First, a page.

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by Andrew Gordon on November 16, 2010 01:15pm
A large amount of the innovation in the software world is happening on the web and in the cloud, and in addition to that, we are seeing increased awareness and acceptance of open source software on the Microsoft Windows platforms.
Microsoft's Certified for Windows programs are well known for indicating software and hardware products that have been thoroughly tested to work well on Microsoft Windows and as of today, SilverStripe CMS is the first Open Source web application to complete the comprehensive testing necessary to achieve "Certified for Windows Server 2008 R2" status.
Sigurd Magnusson, the co-founder of the Silverstripe.org project and business relationship manager for SilverStripe.com says that the Windows Server certification highlights the fact that its product development has been done to Microsoft best practices and that an independent certification partner rigorously tested its software.
"We're proud because all of the people who have been asking for our software to run on Windows now know that it runs really well. It's also pleasing to be a global milestone in corporate IT accepting and embracing open source software," he said.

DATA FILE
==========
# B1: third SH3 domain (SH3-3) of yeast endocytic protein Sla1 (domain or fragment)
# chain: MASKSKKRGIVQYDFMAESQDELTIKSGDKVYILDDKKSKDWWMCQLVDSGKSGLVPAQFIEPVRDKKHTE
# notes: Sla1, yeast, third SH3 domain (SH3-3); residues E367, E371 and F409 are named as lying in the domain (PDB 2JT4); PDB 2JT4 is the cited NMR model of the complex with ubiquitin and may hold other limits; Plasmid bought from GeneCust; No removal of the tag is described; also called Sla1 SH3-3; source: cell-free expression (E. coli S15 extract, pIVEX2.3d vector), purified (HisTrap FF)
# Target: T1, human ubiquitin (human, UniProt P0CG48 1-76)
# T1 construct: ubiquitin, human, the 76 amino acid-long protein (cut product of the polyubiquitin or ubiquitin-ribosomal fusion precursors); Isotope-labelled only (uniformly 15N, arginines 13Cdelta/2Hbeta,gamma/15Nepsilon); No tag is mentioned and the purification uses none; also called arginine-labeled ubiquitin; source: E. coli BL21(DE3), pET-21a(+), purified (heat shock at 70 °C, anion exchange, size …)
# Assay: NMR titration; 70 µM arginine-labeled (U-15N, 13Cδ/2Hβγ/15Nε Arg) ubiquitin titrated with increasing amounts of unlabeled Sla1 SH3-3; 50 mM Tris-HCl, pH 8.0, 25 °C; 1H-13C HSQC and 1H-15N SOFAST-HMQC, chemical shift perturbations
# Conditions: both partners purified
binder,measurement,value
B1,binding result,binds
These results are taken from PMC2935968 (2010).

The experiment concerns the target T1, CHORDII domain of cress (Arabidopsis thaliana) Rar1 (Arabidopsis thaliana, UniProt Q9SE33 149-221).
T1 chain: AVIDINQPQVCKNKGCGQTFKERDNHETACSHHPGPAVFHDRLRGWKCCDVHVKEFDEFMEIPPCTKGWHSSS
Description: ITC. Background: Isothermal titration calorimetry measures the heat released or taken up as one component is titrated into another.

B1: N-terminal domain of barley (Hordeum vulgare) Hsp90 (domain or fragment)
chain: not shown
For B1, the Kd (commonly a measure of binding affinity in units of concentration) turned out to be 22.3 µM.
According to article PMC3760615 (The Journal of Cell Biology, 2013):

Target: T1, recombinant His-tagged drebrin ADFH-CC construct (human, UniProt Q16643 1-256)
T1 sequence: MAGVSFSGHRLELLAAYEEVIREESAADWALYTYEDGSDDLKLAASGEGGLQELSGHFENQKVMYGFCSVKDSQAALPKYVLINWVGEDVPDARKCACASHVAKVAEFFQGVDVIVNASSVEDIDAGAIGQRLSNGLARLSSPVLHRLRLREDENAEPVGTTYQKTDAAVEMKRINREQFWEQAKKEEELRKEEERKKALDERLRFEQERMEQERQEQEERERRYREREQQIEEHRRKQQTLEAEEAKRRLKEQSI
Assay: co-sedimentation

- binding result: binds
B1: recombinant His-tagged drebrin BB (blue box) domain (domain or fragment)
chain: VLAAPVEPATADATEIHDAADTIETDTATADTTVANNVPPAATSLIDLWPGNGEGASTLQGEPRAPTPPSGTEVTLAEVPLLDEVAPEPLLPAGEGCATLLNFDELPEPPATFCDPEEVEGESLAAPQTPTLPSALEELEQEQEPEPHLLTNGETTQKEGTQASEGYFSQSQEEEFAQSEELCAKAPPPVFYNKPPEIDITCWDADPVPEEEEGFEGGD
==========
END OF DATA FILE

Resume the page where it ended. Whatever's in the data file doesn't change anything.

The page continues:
This is also a highpoint for Microsoft Windows in our ongoing efforts to provide a truly open platform that provides the broadest set of choices for everyone. This reflects the broader landscape of Open Source and Microsoft being implemented together in enterprise customer environments, and we hope this will encourage other high quality Open Source products to work towards Windows Server 2008 R2 Certification so as to underline their enterprise credibility.
A more detailed case study can be found here. Details on Microsoft's certification programs can be found here.
by Andrew Gordon on November 17, 2010 02:45pm
The Open Education Resource (OER) Foundation at Otago Polytechnic, the New Zealand Ministry of Education, and Microsoft have worked together to develop an open source extension for Microsoft Word. The extension, written in C#, allows learning material developed in Microsoft Office to be saved directly to MediaWiki based repositories such as WikiEducator.
The free tool can be downloaded here and, once installed, adds a "MediaWiki" option to the standard ‘Save As' functionality in Microsoft Word. The source code, which provides a reference for others interested in adding custom ‘Save As' functionality to Microsoft Office, is available under the OSI approved Apache 2.0 license and can be downloaded here.